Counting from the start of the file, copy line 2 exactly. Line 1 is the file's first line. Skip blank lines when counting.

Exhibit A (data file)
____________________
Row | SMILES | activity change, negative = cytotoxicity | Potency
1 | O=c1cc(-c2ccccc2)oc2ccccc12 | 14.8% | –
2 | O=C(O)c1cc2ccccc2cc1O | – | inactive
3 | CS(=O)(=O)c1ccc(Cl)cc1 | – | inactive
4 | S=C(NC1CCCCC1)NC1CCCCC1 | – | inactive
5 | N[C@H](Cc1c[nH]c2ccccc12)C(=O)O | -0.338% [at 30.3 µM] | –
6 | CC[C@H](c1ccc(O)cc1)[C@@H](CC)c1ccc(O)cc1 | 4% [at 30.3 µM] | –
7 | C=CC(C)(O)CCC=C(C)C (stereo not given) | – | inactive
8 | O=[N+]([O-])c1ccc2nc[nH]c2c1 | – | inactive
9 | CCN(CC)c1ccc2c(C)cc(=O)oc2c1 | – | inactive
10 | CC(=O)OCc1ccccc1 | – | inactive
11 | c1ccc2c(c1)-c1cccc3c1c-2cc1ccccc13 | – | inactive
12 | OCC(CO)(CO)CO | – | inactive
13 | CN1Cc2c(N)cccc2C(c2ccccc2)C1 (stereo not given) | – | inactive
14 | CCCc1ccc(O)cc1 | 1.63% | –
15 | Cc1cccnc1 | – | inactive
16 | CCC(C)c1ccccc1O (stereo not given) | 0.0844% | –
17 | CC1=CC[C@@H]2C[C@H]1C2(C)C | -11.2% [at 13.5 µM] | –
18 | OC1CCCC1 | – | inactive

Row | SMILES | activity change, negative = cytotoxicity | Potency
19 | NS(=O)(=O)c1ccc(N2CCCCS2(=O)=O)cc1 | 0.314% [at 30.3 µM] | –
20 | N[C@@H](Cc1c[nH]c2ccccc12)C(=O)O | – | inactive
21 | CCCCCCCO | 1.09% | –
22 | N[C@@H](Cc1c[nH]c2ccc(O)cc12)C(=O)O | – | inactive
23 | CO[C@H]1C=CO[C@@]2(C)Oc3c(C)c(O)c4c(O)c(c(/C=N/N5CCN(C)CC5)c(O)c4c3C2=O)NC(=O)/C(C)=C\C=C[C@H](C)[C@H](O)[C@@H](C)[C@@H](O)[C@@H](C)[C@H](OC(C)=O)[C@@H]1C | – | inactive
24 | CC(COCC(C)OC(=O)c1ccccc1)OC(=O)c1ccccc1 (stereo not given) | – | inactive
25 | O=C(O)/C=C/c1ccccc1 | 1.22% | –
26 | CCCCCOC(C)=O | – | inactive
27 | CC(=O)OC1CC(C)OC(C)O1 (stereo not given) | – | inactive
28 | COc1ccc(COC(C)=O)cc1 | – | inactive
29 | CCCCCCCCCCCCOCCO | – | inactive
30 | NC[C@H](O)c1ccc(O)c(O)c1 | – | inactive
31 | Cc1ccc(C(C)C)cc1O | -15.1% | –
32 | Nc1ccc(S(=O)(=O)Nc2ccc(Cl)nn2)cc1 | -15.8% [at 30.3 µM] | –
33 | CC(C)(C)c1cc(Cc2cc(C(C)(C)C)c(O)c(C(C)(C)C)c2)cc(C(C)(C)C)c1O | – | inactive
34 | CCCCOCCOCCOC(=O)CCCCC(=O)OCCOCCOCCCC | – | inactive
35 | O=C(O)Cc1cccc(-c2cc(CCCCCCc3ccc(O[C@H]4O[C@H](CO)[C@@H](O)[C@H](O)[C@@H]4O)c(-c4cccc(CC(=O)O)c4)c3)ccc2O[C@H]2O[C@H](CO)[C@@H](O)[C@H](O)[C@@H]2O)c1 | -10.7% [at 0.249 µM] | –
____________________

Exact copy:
1 | O=c1cc(-c2ccccc2)oc2ccccc12 | 14.8% | –